I recently took my children on a bucket-list trip across the United States and back via 7 coach tickets on the Amtrak railway system (and for just $380! You can read more about that here. ) My initial plan was to make it a true cross-country trip by starting at either Penn Station in New York City or Union Station in Washington, DC and heading west all the way to the Pacific Coast.
We had just a couple of places on the calendar where we were able to squeeze our journey in but neither gave us more than 2 weeks to do it with. So, it made making it a true coast to coast trip a little trickier as it would add an extra leg of travel and an extra day to our journey to leave from New York City. And while it was incredibly tempting to take off from Union Station in Washington, DC, parking there runs about $20/day. $20/day times the almost two weeks we’d be gone was about $260 more than I was wanting to spend on that. Since we’ve wandered through Union Station many times (we try to park there when we visit DC, which we do fairly often), and have taken the DC metro about as far out from the city as it will go, we figured we wouldn’t be missing much by picking a station outside the city instead.
We are huge national parks buffs, so we decided to board the train at the station inside of Harpers Ferry National Park in West Virginia. Parking there is free (IF you can find it. I didn’t realize actually finding parking could be an issue or I’d have chosen a different station).
Something else I didn’t take into consideration, which I’m sure I’ve read before but managed to forget, is that Harpers Ferry is a carry-in, carry-out park. Meaning: whatever you bring in with you also goes back out with you. There are no trash cans anywhere to toss out, say, half-enjoyed milkshakes you might have grabbed from one of the little shops in town just before they closed up for the night. There’s also nowhere to go to the bathroom there after everything closes up. The remnants of those milkshakes sat in the car for two weeks. TERRIFYING, I know, but there was no where else to put them and the parking lot was still packed at that point, so I didn’t dare move the car to find a place to purge them. It was time to get everything loaded up onto the platform anyway, so there they sat. I thought on them more often than I probably should have while we were away….what amazing smells (or worse!) would await us when we opened the car door at the end of the trip…
Also worth noting: the train platform at Harpers Ferry National Park IS NOT handicapped accessible. More specifically, you need to travel down a set of steps, through a tunnel under the tracks, and up a set of steps to get to the west-bound platform. It’s not a huge deal, but Amtrak’s webpage for that station simply states that there are steps leading up to the platform, and that’s really just not how I imagined it. So, I’m putting it out there to save someone else from hauling a ton of luggage through all of that.
THE TRAIN – Day 1
Our first train, the Capitol Limited #29, picked us up at 5:15pm on the button and took us west, overnight, past Pittsburgh, Pennsylvania and on to Chicago, Illinois. We spent what remained of the daylight hours getting to know our accommodations and getting everyone calmed down and ready for bed…which wasn’t hard at all. We’d slept horribly at the hotel the night before and it was a long day, so we were all ready to zonk out not long after we’d gotten on the train.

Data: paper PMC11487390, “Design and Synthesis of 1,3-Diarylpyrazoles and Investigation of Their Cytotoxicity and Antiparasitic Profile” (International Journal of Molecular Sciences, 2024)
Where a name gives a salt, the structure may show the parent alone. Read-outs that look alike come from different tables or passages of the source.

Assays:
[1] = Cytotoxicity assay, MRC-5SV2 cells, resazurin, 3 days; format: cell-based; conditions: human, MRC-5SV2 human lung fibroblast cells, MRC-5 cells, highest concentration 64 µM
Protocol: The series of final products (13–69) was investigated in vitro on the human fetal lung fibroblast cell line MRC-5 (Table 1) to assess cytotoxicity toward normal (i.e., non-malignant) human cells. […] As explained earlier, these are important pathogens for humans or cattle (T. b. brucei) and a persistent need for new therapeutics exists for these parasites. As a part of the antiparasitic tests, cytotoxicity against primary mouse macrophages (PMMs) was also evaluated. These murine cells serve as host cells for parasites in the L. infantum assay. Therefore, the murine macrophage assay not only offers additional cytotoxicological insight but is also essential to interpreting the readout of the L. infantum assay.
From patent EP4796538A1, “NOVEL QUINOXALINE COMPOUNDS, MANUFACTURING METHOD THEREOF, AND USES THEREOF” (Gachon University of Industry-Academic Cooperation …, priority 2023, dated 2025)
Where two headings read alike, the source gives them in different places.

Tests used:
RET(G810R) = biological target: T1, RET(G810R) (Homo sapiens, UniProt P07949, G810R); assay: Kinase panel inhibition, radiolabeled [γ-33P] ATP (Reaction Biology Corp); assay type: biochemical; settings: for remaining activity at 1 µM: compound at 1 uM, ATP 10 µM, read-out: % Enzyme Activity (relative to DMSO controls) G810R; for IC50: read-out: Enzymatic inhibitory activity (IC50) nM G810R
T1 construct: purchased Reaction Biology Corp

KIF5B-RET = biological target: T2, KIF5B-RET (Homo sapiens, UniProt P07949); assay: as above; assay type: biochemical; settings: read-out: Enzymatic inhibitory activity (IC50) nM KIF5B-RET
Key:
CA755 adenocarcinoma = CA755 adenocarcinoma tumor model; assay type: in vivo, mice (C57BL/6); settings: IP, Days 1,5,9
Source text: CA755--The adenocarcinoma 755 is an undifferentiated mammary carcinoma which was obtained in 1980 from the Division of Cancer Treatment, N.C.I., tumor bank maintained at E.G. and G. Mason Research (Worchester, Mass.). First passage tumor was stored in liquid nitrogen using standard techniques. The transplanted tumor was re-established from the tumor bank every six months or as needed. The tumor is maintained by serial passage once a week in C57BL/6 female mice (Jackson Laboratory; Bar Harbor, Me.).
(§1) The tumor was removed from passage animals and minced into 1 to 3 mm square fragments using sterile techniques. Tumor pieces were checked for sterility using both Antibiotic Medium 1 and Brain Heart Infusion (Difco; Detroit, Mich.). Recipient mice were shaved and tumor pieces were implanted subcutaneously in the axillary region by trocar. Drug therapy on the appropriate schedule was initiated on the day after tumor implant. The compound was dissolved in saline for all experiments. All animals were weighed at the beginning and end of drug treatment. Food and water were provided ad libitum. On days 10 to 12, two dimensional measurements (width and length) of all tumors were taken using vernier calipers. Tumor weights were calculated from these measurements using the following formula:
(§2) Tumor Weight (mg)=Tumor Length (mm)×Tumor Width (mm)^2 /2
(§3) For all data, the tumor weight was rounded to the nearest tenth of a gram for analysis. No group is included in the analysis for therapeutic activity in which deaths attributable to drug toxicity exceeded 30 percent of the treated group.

Day 2 – Chicago
We woke up the next day in Somewhere, Ohio. I made sure the kids were all up and mobile for the day. We packed up our belongings and got everything set so we were ready to detrain when we pulled into Union Station in Chicago.
We had a six-hour layover here, so we chose to utilize one of our lounge passes at the Metropolitan Lounge. Here, we dropped off our luggage, grabbed a few snacks and drinks, and went for a walk. The Willis Tower (which was formerly the Sears Tower and was the tallest building in the world when it was built back in the 80’s) was just a few blocks from the station. I was hoping to take a ride up to the lookout at the top of the tower and peer out at Chicago from the sky, but the kids decided, after we’d meandered around inside the bottom of the building, that they’d rather hunt down something that looked like actual food since our next day and a half would be on the train and we’d have to survive off of the snacks we’d brought along and whatever looked decent and didn’t cost a fortune on the train.
Samantha found a joint called the Cactus Bar & Grill that wasn’t far from the Willis Tower, and she guided us there. It was all decked out for Mardi Gras, so that was kind of neat. The food was delicious and was reasonably priced too. After lunch, we made our way back to the station, grabbed a couple of beverages quick, harvested our luggage from the storage room, and took off for our next train…the Southwest Chief #3.
We boarded just before 3:00pm central time and again, by the time we’d gotten everything situated and had gotten to know the train, it was dark outside and time to be thinking about sleeping for the night. We all curled up with our books and our phones and rested the night away.
Side note: The Metro Lounge in Chicago has a couple of very nice shower stalls available for folks that are just getting off of long-haul trains. For anyone, actually. Samantha inquired about using one of them about an hour prior to our departure time and was shot down. So, if you’re interested in grabbing a shower there, be sure to give yourselves a good hour and half before boarding starts (not before the train is scheduled to leave) if that’s an amenity you’re planning to use.
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